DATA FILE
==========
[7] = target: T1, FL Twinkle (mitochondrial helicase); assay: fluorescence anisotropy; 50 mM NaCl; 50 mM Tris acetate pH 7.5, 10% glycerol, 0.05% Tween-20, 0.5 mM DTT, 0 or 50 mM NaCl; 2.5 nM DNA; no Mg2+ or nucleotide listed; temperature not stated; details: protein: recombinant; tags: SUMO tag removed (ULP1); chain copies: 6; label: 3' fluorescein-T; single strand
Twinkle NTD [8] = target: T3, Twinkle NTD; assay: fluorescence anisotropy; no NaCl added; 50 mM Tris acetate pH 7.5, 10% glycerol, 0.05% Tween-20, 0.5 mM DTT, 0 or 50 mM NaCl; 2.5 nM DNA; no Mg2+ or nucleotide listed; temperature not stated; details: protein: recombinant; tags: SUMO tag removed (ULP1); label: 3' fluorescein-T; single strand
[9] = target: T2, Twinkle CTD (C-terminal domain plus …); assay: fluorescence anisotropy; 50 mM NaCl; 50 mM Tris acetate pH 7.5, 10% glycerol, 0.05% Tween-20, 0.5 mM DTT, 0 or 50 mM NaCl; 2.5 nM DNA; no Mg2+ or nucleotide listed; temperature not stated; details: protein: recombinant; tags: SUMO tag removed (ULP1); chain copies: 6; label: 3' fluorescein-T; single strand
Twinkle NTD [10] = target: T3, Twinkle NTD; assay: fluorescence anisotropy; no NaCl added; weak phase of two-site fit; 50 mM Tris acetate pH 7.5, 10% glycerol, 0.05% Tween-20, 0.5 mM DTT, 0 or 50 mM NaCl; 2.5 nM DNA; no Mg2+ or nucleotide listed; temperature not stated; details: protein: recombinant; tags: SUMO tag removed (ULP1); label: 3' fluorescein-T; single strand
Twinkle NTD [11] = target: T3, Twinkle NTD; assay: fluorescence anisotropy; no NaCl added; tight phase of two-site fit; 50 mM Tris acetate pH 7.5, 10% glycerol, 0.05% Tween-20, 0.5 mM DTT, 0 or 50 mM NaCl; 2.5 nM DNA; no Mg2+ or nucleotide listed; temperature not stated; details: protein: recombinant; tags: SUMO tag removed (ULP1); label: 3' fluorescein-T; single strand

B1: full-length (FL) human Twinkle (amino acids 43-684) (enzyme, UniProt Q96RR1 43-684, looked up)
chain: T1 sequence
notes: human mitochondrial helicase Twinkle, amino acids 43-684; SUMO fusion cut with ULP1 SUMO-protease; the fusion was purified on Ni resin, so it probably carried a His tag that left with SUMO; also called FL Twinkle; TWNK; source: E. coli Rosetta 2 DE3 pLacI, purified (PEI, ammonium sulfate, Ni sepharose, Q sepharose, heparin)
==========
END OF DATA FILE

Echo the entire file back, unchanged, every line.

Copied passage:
[7] = target: T1, FL Twinkle (mitochondrial helicase); assay: fluorescence anisotropy; 50 mM NaCl; 50 mM Tris acetate pH 7.5, 10% glycerol, 0.05% Tween-20, 0.5 mM DTT, 0 or 50 mM NaCl; 2.5 nM DNA; no Mg2+ or nucleotide listed; temperature not stated; details: protein: recombinant; tags: SUMO tag removed (ULP1); chain copies: 6; label: 3' fluorescein-T; single strand
Twinkle NTD [8] = target: T3, Twinkle NTD; assay: fluorescence anisotropy; no NaCl added; 50 mM Tris acetate pH 7.5, 10% glycerol, 0.05% Tween-20, 0.5 mM DTT, 0 or 50 mM NaCl; 2.5 nM DNA; no Mg2+ or nucleotide listed; temperature not stated; details: protein: recombinant; tags: SUMO tag removed (ULP1); label: 3' fluorescein-T; single strand
[9] = target: T2, Twinkle CTD (C-terminal domain plus …); assay: fluorescence anisotropy; 50 mM NaCl; 50 mM Tris acetate pH 7.5, 10% glycerol, 0.05% Tween-20, 0.5 mM DTT, 0 or 50 mM NaCl; 2.5 nM DNA; no Mg2+ or nucleotide listed; temperature not stated; details: protein: recombinant; tags: SUMO tag removed (ULP1); chain copies: 6; label: 3' fluorescein-T; single strand
Twinkle NTD [10] = target: T3, Twinkle NTD; assay: fluorescence anisotropy; no NaCl added; weak phase of two-site fit; 50 mM Tris acetate pH 7.5, 10% glycerol, 0.05% Tween-20, 0.5 mM DTT, 0 or 50 mM NaCl; 2.5 nM DNA; no Mg2+ or nucleotide listed; temperature not stated; details: protein: recombinant; tags: SUMO tag removed (ULP1); label: 3' fluorescein-T; single strand
Twinkle NTD [11] = target: T3, Twinkle NTD; assay: fluorescence anisotropy; no NaCl added; tight phase of two-site fit; 50 mM Tris acetate pH 7.5, 10% glycerol, 0.05% Tween-20, 0.5 mM DTT, 0 or 50 mM NaCl; 2.5 nM DNA; no Mg2+ or nucleotide listed; temperature not stated; details: protein: recombinant; tags: SUMO tag removed (ULP1); label: 3' fluorescein-T; single strand

B1: full-length (FL) human Twinkle (amino acids 43-684) (enzyme, UniProt Q96RR1 43-684, looked up)
chain: T1 sequence
notes: human mitochondrial helicase Twinkle, amino acids 43-684; SUMO fusion cut with ULP1 SUMO-protease; the fusion was purified on Ni resin, so it probably carried a His tag that left with SUMO; also called FL Twinkle; TWNK; source: E. coli Rosetta 2 DE3 pLacI, purified (PEI, ammonium sulfate, Ni sepharose, Q sepharose, heparin)